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Vicky Saumell - Coursebooks as guides
Language learning has long been dependent on the coursebook. And coursebooks have been the recipients of both praise and criticism. We probably need to look at the coursebook from a different perspective.
When the coursebook becomes the syllabus, we run the risk of becoming too tied up with its contents and probably oblivious of other important aspects that the coursebook may not address adequately.
Coursebook writers try to create their option of the best possible sequence of contents that follow a certain methodology or approach for a general audience. As teachers, we know that there are many different contexts in which coursebooks are used. These are related to cultural differences, teaching and learning beliefs, number of students, type of school, reason for learning the language, among others. It is practically impossible for a writer to come up with a one-size-fits-all solution embodied in a coursebook. And that is where teachers and administrators who believe the coursebook is there to be followed blindly, fail to acknowledge effective ways to maximize the potential of coursebooks.
When we understand that a coursebook is an ally instead of a master plan, we can start making choices that will result in more effective teaching and learning.
So here are some perceived disadvantages of coursebooks and my suggestions for overcoming them:
- The topics are ok for my context, but the specific readings are not.
Find other readings that can relate more to your specific class and context. Find something more local.
- The contents’ sequence is not adequate for my context
Do not be afraid to change the sequence of the units or contents within a unit. Look for a more organic and meaningful order for your class.
- The language presentation methodology is the traditional Presentation, Practice, Production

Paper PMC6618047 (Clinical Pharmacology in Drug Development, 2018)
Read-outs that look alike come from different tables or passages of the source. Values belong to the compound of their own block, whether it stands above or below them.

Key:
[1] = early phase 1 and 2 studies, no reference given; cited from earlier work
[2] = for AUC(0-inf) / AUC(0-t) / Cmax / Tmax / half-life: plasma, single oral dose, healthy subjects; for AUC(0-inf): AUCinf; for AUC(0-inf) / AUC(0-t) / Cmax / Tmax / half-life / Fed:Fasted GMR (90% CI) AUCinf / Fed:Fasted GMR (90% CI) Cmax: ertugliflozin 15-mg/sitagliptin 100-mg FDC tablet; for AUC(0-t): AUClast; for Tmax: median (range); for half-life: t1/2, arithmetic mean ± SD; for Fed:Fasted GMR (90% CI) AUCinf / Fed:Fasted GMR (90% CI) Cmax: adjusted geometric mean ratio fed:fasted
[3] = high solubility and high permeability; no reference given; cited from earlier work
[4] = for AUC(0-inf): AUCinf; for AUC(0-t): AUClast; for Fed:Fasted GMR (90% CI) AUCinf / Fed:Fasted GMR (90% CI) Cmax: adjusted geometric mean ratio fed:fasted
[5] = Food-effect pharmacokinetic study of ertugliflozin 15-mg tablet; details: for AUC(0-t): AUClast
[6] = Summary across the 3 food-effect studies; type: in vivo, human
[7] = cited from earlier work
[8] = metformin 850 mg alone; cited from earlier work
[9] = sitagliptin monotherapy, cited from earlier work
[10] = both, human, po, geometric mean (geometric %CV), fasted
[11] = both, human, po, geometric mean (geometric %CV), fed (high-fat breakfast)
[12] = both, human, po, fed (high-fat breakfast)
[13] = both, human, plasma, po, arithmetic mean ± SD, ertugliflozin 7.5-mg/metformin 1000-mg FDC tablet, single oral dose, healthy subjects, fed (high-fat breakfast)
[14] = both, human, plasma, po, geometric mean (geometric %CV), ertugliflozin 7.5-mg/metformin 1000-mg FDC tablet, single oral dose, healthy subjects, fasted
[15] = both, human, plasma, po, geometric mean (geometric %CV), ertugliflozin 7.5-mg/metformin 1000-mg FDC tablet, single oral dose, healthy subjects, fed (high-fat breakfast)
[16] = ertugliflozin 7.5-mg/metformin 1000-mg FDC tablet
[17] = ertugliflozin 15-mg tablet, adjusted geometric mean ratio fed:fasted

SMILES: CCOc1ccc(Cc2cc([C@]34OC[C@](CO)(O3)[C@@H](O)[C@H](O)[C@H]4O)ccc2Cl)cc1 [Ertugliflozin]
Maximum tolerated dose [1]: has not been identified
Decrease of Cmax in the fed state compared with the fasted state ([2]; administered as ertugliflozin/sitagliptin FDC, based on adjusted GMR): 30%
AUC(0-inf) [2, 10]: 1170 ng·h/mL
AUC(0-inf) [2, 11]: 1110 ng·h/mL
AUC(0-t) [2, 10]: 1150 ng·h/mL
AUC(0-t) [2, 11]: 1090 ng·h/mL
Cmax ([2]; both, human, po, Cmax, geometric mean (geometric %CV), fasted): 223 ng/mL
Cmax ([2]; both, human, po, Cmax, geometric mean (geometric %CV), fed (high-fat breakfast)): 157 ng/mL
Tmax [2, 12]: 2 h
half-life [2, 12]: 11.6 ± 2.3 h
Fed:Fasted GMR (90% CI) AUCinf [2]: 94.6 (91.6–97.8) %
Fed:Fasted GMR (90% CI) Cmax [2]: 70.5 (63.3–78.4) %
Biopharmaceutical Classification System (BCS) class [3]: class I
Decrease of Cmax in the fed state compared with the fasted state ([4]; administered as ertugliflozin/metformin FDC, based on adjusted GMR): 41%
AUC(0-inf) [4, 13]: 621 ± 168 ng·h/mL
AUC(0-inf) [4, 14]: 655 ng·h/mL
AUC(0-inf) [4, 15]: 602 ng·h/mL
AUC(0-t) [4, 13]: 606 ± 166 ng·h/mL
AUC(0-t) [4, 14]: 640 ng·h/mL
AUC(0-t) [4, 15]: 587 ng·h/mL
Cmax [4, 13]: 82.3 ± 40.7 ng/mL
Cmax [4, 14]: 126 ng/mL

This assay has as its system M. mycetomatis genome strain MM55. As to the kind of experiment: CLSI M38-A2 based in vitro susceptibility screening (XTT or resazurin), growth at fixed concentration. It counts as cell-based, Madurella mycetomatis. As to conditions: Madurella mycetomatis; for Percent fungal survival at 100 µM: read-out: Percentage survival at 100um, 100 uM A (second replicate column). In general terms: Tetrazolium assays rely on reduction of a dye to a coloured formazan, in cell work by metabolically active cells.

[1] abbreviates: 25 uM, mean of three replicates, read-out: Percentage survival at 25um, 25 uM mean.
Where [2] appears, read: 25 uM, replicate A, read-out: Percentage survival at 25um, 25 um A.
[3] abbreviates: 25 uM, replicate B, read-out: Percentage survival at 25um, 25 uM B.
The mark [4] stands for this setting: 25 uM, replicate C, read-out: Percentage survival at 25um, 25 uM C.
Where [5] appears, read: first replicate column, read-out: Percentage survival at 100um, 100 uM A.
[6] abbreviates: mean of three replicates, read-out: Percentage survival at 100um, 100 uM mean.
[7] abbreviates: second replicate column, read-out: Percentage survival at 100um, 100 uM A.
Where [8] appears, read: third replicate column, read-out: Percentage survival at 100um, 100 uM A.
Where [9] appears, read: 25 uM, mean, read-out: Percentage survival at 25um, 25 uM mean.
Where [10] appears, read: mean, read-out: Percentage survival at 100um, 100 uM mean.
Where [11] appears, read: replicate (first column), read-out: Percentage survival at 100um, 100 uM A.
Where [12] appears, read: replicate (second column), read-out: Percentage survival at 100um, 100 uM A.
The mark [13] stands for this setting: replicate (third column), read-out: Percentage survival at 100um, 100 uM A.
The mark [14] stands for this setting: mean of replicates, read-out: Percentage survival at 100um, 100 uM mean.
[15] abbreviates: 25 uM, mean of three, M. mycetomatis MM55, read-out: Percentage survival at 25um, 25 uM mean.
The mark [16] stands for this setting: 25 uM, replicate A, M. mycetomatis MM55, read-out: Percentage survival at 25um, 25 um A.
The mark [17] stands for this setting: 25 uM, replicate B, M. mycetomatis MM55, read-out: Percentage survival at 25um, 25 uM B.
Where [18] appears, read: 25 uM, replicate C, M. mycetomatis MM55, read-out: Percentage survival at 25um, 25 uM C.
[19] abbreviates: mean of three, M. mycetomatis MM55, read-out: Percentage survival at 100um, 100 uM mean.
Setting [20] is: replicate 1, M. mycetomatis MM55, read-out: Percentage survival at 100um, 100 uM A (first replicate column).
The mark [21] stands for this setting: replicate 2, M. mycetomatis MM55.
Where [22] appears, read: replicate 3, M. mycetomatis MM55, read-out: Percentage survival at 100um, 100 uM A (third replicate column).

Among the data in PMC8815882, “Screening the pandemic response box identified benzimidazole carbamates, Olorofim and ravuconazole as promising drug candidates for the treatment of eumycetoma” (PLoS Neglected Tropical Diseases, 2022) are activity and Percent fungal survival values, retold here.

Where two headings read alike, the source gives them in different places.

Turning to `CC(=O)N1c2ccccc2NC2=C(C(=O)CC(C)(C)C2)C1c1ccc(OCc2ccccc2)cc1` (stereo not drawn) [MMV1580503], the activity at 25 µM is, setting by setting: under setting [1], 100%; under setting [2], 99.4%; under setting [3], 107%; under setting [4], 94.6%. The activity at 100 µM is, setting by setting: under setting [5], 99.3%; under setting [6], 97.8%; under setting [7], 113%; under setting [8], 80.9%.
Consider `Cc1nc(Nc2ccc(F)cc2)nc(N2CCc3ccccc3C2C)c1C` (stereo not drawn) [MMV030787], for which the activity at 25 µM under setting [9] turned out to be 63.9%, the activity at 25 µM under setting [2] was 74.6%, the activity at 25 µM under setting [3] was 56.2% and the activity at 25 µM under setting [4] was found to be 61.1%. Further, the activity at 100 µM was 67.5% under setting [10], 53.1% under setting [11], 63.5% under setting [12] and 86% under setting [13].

If you want to try an inductive approach to language presentation, look for a reading or listening text in the coursebook in which you can find the target structure and do that first to expose students to the language, then ask students some guiding questions to help them discover the rule by analysing the examples in the text, only then show them the language presentation section in the book and finally move on to the practice tasks. This approach is called Guided Discovery.
- Some contents are developed superficially
Find extra material to supplement these contents.
- There is too much emphasis on certain aspects and little on others
It may be that a coursebook is weak on pronunciation and intonation tasks, for example. Create a custom-made parallel thread to develop that aspect.
- The suggested ideas for teaching in the teacher’s book are not adequate for my context
Create your own learning paths for certain content: add warmers or icebreakers, skip other suggested tasks, make sure you personalize the learning experience.
- There is no multimedia component
Look for videos to complement the topics in the coursebook.
- Some readings present outdated information
Find updated readings or videos and have students compare what has changed.
- There is no integration tasks to consolidate the learning
Create a custom-made project at the end of each unit which integrates the concepts and vocabulary and that fits your students interests and learning preferences.
If you have an option to choose your own coursebook, try a shorter coursebook that allows you to create a more personalised learning experience based on your learners’ interests and preferences and according to your own objectives and beliefs as a teacher. Nobody knows your students better than you. Trust your intuition and knowledge! And remember we can probably have better experiences if we consider coursebooks as guides.